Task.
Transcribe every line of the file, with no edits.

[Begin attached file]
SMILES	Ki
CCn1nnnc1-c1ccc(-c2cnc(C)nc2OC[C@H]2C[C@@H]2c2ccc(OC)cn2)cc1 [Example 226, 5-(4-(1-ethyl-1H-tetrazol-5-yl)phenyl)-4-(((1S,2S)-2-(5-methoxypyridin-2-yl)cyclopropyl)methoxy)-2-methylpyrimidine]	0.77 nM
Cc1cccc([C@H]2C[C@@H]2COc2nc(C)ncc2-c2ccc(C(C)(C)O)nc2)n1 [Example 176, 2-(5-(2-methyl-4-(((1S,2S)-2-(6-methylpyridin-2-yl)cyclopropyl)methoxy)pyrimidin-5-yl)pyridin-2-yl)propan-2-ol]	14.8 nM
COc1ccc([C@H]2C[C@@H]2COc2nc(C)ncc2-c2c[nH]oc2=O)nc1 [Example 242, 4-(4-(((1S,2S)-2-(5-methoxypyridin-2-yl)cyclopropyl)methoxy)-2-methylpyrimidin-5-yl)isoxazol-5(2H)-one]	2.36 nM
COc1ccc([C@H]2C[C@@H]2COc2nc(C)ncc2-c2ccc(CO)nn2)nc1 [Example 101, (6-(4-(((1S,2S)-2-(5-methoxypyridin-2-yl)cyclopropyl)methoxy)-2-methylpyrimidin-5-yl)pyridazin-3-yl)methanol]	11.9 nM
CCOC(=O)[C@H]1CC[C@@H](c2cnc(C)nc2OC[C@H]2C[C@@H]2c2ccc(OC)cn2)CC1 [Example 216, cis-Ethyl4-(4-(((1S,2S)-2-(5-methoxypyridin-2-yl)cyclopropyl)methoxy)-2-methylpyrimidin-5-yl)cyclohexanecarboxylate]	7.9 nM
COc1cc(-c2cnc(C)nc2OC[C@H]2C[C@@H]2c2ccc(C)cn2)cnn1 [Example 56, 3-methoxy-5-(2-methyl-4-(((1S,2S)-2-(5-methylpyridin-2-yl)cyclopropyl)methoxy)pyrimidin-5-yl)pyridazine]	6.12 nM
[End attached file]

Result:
SMILES	Ki
CCn1nnnc1-c1ccc(-c2cnc(C)nc2OC[C@H]2C[C@@H]2c2ccc(OC)cn2)cc1 [Example 226, 5-(4-(1-ethyl-1H-tetrazol-5-yl)phenyl)-4-(((1S,2S)-2-(5-methoxypyridin-2-yl)cyclopropyl)methoxy)-2-methylpyrimidine]	0.77 nM
Cc1cccc([C@H]2C[C@@H]2COc2nc(C)ncc2-c2ccc(C(C)(C)O)nc2)n1 [Example 176, 2-(5-(2-methyl-4-(((1S,2S)-2-(6-methylpyridin-2-yl)cyclopropyl)methoxy)pyrimidin-5-yl)pyridin-2-yl)propan-2-ol]	14.8 nM
COc1ccc([C@H]2C[C@@H]2COc2nc(C)ncc2-c2c[nH]oc2=O)nc1 [Example 242, 4-(4-(((1S,2S)-2-(5-methoxypyridin-2-yl)cyclopropyl)methoxy)-2-methylpyrimidin-5-yl)isoxazol-5(2H)-one]	2.36 nM
COc1ccc([C@H]2C[C@@H]2COc2nc(C)ncc2-c2ccc(CO)nn2)nc1 [Example 101, (6-(4-(((1S,2S)-2-(5-methoxypyridin-2-yl)cyclopropyl)methoxy)-2-methylpyrimidin-5-yl)pyridazin-3-yl)methanol]	11.9 nM
CCOC(=O)[C@H]1CC[C@@H](c2cnc(C)nc2OC[C@H]2C[C@@H]2c2ccc(OC)cn2)CC1 [Example 216, cis-Ethyl4-(4-(((1S,2S)-2-(5-methoxypyridin-2-yl)cyclopropyl)methoxy)-2-methylpyrimidin-5-yl)cyclohexanecarboxylate]	7.9 nM
COc1cc(-c2cnc(C)nc2OC[C@H]2C[C@@H]2c2ccc(C)cn2)cnn1 [Example 56, 3-methoxy-5-(2-methyl-4-(((1S,2S)-2-(5-methylpyridin-2-yl)cyclopropyl)methoxy)pyrimidin-5-yl)pyridazine]	6.12 nM